L.S. Lowry

The Grey Sea, 1964
Oil on canvas
29 1/2 x 39 5/8 inches (75 x 100.5 cm)
A pastel drawing on paper by Léon Spilliaert, titled, Marine met strand en wandelaars, dated 1913.

Léon Spilliaert

Marine met strand en wandelaars, 1913
Pastel on paper 
12 7/8 x 17 3/8 inches (32.9 x 44 cm)
$50,000
A painting by	Léon Spilliaert titled  Marine met strand en wandelaars, dated 1913.
Léon Spilliaert, Marine met strand en wandelaars, 1913 (detail)
Léon Spilliaert, Marine met strand en wandelaars, 1913 (detail)

That sail which leans on light,
tired of islands,
a schooner beating up the Caribbean

for home, could be Odysseus,
home-bound on the Aegean;
that father and husband’s

longing, under gnarled sour grapes, is
like the adulterer hearing Nausicaa’s name
in every gull’s outcry.

This brings nobody peace. The ancient war
between obsession and responsibility
will never finish and has been the same

for the sea-wanderer or the one on shore
now wriggling on his sandals to walk home,
since Troy sighed its last flame,

and the blind giant’s boulder heaved the trough
from whose groundswell the great hexameters come
to the conclusions of exhausted surf.

The classics can console. But not enough.

—Derek Walcott, Sea Grapes


An oil painting on panel on board by Peder Balke, titled, Fra Nordkapp, dated 1853.

Peder Balke

Fra Nordkapp, 1853
Oil on panel on board

14 1/4 x 19 7/8 inches (36.2 x 50.5 cm)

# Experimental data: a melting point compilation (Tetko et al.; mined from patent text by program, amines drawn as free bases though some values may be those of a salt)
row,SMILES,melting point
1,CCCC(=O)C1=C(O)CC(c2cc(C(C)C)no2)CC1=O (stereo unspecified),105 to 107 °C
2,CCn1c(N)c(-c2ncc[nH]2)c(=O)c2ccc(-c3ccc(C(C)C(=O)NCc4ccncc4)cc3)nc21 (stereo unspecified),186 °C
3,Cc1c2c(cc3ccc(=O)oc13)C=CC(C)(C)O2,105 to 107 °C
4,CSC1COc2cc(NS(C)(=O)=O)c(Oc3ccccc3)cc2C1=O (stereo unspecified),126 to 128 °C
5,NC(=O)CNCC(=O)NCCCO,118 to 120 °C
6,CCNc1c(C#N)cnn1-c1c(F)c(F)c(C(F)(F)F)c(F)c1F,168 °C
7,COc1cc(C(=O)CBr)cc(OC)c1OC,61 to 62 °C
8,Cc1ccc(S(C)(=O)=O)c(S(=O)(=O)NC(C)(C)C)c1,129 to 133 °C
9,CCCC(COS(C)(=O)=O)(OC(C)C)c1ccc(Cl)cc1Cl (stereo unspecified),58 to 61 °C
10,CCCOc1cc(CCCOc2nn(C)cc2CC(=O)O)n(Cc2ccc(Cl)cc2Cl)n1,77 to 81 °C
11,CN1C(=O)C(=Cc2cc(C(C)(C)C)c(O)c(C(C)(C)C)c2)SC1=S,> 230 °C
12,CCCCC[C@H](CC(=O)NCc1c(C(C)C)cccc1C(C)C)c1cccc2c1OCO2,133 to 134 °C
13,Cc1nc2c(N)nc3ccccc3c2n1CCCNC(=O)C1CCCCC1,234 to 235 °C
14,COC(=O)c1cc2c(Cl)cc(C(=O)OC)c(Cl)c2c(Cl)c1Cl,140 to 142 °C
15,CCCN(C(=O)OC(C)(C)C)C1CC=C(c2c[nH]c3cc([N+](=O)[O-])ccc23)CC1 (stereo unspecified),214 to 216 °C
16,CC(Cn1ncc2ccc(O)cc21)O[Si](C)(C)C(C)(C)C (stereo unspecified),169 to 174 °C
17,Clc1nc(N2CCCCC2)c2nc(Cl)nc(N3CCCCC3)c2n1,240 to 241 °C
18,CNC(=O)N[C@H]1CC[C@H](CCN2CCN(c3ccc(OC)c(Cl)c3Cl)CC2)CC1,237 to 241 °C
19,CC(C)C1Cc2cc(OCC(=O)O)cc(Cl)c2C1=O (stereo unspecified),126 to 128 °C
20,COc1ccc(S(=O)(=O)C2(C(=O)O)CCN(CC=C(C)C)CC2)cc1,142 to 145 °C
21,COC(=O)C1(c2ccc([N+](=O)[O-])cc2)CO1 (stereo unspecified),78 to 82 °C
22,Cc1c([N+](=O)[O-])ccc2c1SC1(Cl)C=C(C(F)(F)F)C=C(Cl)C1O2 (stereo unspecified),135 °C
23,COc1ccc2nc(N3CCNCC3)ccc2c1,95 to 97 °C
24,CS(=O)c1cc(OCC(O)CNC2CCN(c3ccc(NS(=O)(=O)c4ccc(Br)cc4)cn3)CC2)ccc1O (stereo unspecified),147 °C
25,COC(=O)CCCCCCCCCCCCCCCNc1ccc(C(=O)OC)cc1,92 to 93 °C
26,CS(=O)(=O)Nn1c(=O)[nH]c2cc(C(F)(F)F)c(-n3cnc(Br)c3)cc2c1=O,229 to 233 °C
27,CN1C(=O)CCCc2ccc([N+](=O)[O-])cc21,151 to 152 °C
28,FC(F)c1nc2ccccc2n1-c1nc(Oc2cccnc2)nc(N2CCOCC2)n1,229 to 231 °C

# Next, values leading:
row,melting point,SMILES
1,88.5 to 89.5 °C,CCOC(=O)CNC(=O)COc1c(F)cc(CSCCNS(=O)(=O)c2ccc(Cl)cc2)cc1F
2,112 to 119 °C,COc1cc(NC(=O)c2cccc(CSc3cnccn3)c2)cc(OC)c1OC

“[My work] is based on ideas of science. It doesn’t just privilege the subjective. It uses subjectivity informed by history to create this hybrid language. I want it to be almost impossible to look at and impossible not to look at.”

—Alexis Rockman

An oil and wax painting on wood panel by Alexis Rockman, titled, Terminus, dated 2020.
Alexis Rockman, Terminus, 2020 (detail)
Alexis Rockman, Terminus, 2020 (detail)
An oil and wax painting on wood panel by Alexis Rockman, titled Terminus, dated 2020.

Alexis Rockman

Terminus, 2020
Oil and wax on wood panel
48 x 40 inches (121.9 x 101.6 cm)
A c-print by Herbert Ponting, titled, Midnight in the Antarctic Summer, dated 1911.

Herbert Ponting

Midnight in the Antarctic Summer , 1911
Carbon print
20 7/8 x 29 3/8 inches (53 x 74.5 cm)
$35,000
A detail of a painting by Thierry De Cordier titled MER DU NORD, Étude n°1, dated 2011.
Thierry De Cordier, MER DU NORD, Étude n°1, 2011 (detail)
Thierry De Cordier, MER DU NORD, Étude n°1, 2011 (detail)

“It is as if [Thierry De Cordier] seems to wander through life, in the darkness of the earth, in the fire and the water, searching for the ultimate still life of our soul and our cosmos.”

—Jan Hoet